Early memory of a street party keeping the tradition alive
Betty Ward, 89, is a street party veteran. For over 70 years she’s held one in Kibworth Harcourt, the Leicestershire village where she has lived, on the same road, all her life.
She started in 1937 which means she holds one of the UK’s earliest living memories of a street party we know of so far. And she is already planning for 2012.
“Carrying on these traditions is important. People in Britain are not very neighbourly anymore, they tend to come and go, so doing things like this helps get us together.”
“The first one I remember was in 1937 for George VI’s coronation, when I was 15. Everyone flew the flag, and ate jellies topped with cream from my family’s cows. Then we held a sports day in General Jack’s field at the end of the road. I beat all the boys in the sack race.”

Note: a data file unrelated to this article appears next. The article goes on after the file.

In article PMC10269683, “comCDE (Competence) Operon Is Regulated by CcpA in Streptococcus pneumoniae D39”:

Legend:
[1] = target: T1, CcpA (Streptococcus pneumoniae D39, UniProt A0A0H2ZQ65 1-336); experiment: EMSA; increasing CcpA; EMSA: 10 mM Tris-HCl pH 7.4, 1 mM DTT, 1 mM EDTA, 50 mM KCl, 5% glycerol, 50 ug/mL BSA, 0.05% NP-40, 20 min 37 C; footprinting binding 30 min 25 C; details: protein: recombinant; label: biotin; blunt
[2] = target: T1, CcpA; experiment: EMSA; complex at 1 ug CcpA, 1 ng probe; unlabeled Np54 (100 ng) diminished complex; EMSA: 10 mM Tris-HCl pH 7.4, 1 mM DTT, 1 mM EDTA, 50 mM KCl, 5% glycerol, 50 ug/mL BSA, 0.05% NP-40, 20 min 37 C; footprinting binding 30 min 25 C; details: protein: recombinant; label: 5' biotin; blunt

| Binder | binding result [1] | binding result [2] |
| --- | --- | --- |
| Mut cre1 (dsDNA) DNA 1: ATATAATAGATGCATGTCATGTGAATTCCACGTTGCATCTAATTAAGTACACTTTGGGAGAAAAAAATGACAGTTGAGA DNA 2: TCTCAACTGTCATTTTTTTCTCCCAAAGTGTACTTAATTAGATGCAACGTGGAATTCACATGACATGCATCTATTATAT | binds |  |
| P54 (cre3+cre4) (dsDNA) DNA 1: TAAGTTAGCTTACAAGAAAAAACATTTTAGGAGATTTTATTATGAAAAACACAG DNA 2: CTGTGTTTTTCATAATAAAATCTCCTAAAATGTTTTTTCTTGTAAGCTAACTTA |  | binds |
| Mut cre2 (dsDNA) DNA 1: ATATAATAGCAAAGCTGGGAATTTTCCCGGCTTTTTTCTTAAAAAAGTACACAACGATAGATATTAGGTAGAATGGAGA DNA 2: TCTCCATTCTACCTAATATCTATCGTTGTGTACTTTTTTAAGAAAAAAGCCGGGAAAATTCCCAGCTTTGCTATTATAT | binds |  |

“In 1953, I organised the festivities for Queen Elizabeth’s coronation, including a fancy dress parade, a ‘glamorous grandmas’ contest and a pram race, which involved ‘nannies’ (men dressed in nursemaid’s uniforms) pushing ‘babies’ (women dressed in bibs and bonnets) around two villages. They had to stop and drink a half-pint at each of the nearby pubs.”
“In 2011, to mark the marriage of William and Kate, I helped the Coach and Horses pub hold a street party for over 500 people. We had miles of bunting, and a mammoth sing-song with old favourites like Knees Up Mother Brown. We all got rather tiddly.” See BBC photos
“June 2012 is Kibworth’s next celebration for Queen Elizabeth’s Diamond Jubilee, when she will be 86 and I will be 90. I just hope that she, and I, can hang on that long!”
Research by Colette Bernhardt freelance journalist
1953 street party with ‘nannies’ & ‘babies’ pram pub crawl